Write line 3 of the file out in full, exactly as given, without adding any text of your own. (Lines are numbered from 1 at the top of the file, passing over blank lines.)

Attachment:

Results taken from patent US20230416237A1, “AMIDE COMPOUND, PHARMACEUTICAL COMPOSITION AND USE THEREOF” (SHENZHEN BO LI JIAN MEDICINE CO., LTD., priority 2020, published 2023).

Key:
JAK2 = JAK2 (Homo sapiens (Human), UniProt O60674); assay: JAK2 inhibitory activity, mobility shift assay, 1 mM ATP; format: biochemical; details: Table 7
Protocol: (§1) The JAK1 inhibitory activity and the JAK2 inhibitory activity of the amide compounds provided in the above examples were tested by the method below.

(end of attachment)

JAK2 = JAK2 (Homo sapiens (Human), UniProt O60674); assay: JAK2 inhibitory activity, mobility shift assay, 1 mM ATP; format: biochemical; details: Table 7